Yesterday I discussed the retro-scope of information-gathering and I probably should have mentioned that President Obama – along with commuting Chelsea Manning’s sentence – handed the citizens of the US a great big “F.U.” Just before leaving office he quietly changed how the NSA is allowed to share information, considerably expanding the power of the intelligence apparatus.
The original charter of the NSA was to collect foreign communications. Following the iron law of bureaucracy, the NSA’s charter has always been subject to “mission creep.” First, there was the rather obvious question of what to do with foreign communications where one end of the communication was in the US: collect it. Then, there was the fig-leaf that the attempt was made to filter out US-to-US communications abroad, or to only “look” at the foreign side. As I’ve mentioned elsewhere the NSA slices language extremely fine when they talk about looking at data. When it became clear that the NSA had been unconstitutionally collecting bulk communications [timeline of NSA domestic spying] within the US as well as outside, the Bush administration a) retroactively forgave them b) expanded their powers. That catches us up to the present.
As of a couple weeks ago, the NSA was still doing a fan-dance that the FBI or DEA or any other federal agency that wanted to query their data-pile had to something something mumble FISA court something classified mumble before they could get access. That’s in spite of mounting evidence that one of the “stove pipes” the Obama Administration aggressively broke down was the separation of data between CIA, NSA, and FBI. The NSA’s data-pile was the “crown jewels” of the intelligence community and they sat atop it like Smaug the Dragon, “mine, all mine!”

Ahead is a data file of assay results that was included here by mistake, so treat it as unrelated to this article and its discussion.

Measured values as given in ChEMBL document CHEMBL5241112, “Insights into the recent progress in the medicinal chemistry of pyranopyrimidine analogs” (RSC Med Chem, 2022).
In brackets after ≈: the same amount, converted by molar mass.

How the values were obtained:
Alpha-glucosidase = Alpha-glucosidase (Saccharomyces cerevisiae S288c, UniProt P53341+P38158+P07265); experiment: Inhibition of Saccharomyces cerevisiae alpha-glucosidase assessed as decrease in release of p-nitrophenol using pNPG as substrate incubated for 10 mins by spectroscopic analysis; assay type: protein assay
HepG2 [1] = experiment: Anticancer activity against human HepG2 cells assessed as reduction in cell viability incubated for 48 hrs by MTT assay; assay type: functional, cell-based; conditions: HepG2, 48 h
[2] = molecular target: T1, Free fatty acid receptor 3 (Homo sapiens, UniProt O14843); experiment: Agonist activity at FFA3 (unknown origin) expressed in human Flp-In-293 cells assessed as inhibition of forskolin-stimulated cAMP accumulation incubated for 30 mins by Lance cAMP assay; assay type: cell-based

That was two weeks ago. On his way out the door, Obama broke down the last stovepipe: [New York Times]
WASHINGTON — In its final days, the Obama administration has expanded the power of the National Security Agency to share globally intercepted personal communications with the government’s 16 other intelligence agencies before applying privacy protections.
The New York Times’ reporting on security is consistently from the perspective of a lackey to power: they minimize and downplay the significance of things that are not in the service of the establishment. Notice in the sentence above, “before applying privacy protections”? That’s orwellian double-speak for: “throwing privacy protections out” – what the Obama Administration did was make NSA data available for query by other federal agencies without requiring them to even go through the effort to rubber-stamp things through the FISA court (which has never refused to issue a warrant, when requested).
The new rules significantly relax longstanding limits on what the N.S.A. may do with the information gathered by its most powerful surveillance operations, which are largely unregulated by American wiretapping laws. These include collecting satellite transmissions, phone calls and emails that cross network switches abroad, and messages between people abroad that cross domestic network switches.